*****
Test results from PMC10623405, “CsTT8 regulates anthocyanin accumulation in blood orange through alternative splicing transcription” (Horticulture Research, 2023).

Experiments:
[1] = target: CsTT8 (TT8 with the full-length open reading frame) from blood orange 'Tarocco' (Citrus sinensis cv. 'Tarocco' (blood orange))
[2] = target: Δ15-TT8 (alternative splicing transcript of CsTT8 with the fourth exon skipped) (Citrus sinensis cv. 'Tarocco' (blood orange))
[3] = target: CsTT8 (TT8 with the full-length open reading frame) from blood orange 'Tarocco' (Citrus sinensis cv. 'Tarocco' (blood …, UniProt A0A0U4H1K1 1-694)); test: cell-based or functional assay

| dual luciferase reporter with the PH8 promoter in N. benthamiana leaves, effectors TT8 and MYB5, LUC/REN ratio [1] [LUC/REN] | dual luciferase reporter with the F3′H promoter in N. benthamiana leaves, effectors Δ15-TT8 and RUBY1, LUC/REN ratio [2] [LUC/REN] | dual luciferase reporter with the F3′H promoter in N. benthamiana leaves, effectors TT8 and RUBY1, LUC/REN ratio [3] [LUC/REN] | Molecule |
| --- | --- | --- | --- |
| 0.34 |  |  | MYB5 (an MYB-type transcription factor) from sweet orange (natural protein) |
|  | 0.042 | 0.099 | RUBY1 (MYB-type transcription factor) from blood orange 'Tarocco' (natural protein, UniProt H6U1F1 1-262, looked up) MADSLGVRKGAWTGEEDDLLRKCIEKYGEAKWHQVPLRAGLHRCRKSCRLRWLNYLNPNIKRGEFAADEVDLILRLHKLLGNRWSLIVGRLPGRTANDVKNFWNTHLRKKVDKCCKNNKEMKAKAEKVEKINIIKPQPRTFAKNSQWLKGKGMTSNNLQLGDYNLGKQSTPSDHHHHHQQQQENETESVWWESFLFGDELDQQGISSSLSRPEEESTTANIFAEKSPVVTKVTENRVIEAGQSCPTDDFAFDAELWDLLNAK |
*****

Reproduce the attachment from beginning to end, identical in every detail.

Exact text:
Test results from PMC10623405, “CsTT8 regulates anthocyanin accumulation in blood orange through alternative splicing transcription” (Horticulture Research, 2023).

Experiments:
[1] = target: CsTT8 (TT8 with the full-length open reading frame) from blood orange 'Tarocco' (Citrus sinensis cv. 'Tarocco' (blood orange))
[2] = target: Δ15-TT8 (alternative splicing transcript of CsTT8 with the fourth exon skipped) (Citrus sinensis cv. 'Tarocco' (blood orange))
[3] = target: CsTT8 (TT8 with the full-length open reading frame) from blood orange 'Tarocco' (Citrus sinensis cv. 'Tarocco' (blood …, UniProt A0A0U4H1K1 1-694)); test: cell-based or functional assay

| dual luciferase reporter with the PH8 promoter in N. benthamiana leaves, effectors TT8 and MYB5, LUC/REN ratio [1] [LUC/REN] | dual luciferase reporter with the F3′H promoter in N. benthamiana leaves, effectors Δ15-TT8 and RUBY1, LUC/REN ratio [2] [LUC/REN] | dual luciferase reporter with the F3′H promoter in N. benthamiana leaves, effectors TT8 and RUBY1, LUC/REN ratio [3] [LUC/REN] | Molecule |
| --- | --- | --- | --- |
| 0.34 |  |  | MYB5 (an MYB-type transcription factor) from sweet orange (natural protein) |
|  | 0.042 | 0.099 | RUBY1 (MYB-type transcription factor) from blood orange 'Tarocco' (natural protein, UniProt H6U1F1 1-262, looked up) MADSLGVRKGAWTGEEDDLLRKCIEKYGEAKWHQVPLRAGLHRCRKSCRLRWLNYLNPNIKRGEFAADEVDLILRLHKLLGNRWSLIVGRLPGRTANDVKNFWNTHLRKKVDKCCKNNKEMKAKAEKVEKINIIKPQPRTFAKNSQWLKGKGMTSNNLQLGDYNLGKQSTPSDHHHHHQQQQENETESVWWESFLFGDELDQQGISSSLSRPEEESTTANIFAEKSPVVTKVTENRVIEAGQSCPTDDFAFDAELWDLLNAK |